When I was 11, I ran my first 5k. When I was 14, I ran my first half marathon. And by the next year, I was on my high school’s varsity cross-country team, beginning my college recruitment process.
Then I developed a chronic gastrointestinal illness.
The problem started in my brain, but I failed to seek help. My experience is far from uncommon. Mental health stigma impacts many athletes, from the Olympians you see on TV, to NCAA Division III runners like myself, to even high schoolers. Although an estimated 10-15% of college athletes experience mental health issues warranting treatment, research has found that they are hesitant to utilize services for them. Many studies have pointed to stigma as a reason why.
Earlier this year, Simone Biles and Naomi Osaka shed light on this issue by courageously exiting two of the largest athletic competitions in the world. They demonstrated a skill that we do not encourage enough in athletes: knowing when to stop.
For me, that skill would have prevented it all.
I’ve had depression and anxiety for my entire life. However, compared to physical illnesses, neither problem felt “real” enough to warrant treatment, let alone stepping back or taking a break. Even if I had needed treatment, asking for help would have felt like admitting defeat. So I did what many other athletes did. I suffered in silence.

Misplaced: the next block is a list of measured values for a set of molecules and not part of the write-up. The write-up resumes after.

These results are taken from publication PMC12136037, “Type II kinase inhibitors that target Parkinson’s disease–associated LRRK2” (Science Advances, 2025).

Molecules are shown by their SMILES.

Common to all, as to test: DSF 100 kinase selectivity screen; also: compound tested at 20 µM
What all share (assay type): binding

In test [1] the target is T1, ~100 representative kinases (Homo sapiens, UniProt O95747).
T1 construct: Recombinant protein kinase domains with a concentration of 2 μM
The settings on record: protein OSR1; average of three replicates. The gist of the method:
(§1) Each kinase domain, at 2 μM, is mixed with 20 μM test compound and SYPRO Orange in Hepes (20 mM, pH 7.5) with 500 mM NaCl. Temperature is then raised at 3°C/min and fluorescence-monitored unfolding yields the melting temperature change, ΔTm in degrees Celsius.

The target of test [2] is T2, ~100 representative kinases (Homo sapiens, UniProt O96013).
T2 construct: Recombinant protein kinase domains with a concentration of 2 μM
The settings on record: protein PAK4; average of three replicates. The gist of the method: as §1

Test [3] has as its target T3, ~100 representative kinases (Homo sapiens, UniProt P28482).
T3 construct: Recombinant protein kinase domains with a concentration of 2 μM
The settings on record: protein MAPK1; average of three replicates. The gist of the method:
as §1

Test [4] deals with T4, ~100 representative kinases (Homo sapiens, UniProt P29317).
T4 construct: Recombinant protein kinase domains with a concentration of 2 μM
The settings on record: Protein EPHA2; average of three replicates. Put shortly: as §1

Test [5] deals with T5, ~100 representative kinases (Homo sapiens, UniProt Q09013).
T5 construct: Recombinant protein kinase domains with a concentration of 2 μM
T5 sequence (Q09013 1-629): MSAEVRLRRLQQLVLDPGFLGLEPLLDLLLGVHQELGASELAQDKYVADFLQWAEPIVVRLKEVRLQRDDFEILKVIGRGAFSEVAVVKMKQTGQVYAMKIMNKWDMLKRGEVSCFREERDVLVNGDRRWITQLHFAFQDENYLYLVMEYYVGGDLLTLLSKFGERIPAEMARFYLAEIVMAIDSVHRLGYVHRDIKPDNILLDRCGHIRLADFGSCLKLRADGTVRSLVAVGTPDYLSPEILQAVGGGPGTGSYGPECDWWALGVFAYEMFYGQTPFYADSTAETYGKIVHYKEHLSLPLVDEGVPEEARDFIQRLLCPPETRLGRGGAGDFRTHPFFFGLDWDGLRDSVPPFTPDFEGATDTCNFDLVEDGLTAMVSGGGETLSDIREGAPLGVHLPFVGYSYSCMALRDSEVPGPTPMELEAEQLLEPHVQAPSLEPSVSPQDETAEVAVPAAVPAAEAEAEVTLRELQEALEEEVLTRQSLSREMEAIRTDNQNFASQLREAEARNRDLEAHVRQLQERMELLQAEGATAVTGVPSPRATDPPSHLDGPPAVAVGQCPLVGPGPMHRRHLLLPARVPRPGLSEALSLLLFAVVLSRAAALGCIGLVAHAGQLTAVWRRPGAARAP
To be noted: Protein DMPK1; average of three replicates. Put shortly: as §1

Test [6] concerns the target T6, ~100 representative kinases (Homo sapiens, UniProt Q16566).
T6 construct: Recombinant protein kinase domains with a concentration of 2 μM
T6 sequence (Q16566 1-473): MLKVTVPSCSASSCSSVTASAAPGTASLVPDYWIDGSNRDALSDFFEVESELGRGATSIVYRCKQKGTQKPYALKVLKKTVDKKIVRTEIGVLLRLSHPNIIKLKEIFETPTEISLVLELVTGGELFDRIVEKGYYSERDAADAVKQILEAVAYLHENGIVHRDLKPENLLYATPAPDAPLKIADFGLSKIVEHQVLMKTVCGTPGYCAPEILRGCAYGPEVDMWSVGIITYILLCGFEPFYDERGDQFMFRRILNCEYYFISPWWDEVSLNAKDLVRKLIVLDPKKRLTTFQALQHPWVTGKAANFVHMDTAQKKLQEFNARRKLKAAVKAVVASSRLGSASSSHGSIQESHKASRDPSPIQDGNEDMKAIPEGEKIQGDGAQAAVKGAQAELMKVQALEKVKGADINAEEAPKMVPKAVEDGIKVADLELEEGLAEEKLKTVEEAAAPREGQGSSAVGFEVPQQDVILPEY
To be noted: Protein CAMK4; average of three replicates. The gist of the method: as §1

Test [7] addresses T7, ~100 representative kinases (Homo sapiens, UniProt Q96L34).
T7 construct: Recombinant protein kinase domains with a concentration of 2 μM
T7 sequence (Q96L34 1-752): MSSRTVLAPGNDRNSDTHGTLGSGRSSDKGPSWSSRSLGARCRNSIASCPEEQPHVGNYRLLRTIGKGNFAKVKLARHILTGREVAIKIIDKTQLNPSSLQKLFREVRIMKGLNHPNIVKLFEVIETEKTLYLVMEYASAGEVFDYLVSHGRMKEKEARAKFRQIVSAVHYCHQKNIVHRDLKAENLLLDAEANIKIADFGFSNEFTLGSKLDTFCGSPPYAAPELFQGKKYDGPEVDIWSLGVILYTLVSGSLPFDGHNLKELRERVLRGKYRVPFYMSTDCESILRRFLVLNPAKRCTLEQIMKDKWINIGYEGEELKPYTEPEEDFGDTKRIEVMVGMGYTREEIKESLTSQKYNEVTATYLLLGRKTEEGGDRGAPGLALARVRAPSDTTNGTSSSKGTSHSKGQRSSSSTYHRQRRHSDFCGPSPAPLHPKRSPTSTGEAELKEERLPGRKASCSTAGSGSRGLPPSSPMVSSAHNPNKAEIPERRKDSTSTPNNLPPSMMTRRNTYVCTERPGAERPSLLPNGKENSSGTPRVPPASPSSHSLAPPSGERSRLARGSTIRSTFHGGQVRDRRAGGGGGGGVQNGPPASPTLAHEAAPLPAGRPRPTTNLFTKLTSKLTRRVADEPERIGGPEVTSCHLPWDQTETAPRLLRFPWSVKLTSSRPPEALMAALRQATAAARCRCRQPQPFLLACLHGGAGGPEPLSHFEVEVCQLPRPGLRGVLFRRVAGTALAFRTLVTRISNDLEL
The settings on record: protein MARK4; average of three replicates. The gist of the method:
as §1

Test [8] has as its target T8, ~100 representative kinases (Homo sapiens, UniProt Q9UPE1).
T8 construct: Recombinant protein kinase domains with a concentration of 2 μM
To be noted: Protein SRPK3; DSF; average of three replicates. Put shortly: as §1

Then I started throwing up. A few months of intensifying symptoms came to a head in May of 2019, when I was hospitalized. It was related to stress, doctors told me.
The significance of my mental health only became clear to me once it had become a physical problem. I finally knew it was time to stop, take it easy, and take a break. But the damage had already been done.
My condition is chronic. It has no cure. While I have recovered a great deal since my hospitalization and have gone on to compete in college athletics, the medical turmoil I experienced over the past few years was preventable. The stigma surrounding mental health in athletics nearly broke me. If we don’t stop it now, it could break someone else.
Athletes need to know that reaching a mental health limit is just as serious as reaching a physical one. Nobody should feel like their mental health isn’t enough of a reason to seek help. Biles and Osaka have done the thing we need the most right now, which is demonstrating that mental health limits are valid.
Coaches, parents, and athletes themselves can raise greater awareness by changing the way they talk about mental health. This talk has to be frequent, attentive to the equal value of mental and physical health, and encouraging. By frequently engaging in conversation about mental health, the significance of it can become established. By giving attention to both mental and physical health —taking care of the brain as much as aches and pains —athletes can see the equal value of how the two work in tandem. By making sure that conversation surrounding mental health is respectful and encouraging, these allies can make athletes feel safe seeking help.
That’s what my coach did for me. Two years after my hospitalization, I was still dealing with flare-ups of my illness. I was burnt out. And if I was going to continue into collegiate athletics, I needed a season off. Yet my mental health concerns still didn’t feel real enough to warrant it. I didn’t have a reason to stop.
I texted my coach. Her response came a minute later.
“Burnout is very real. It can be hard to take seriously, but the only things that will help it is rest and/or a change. So then the question becomes: what do you need?”
At that moment, I realized I already had my reason to take a break.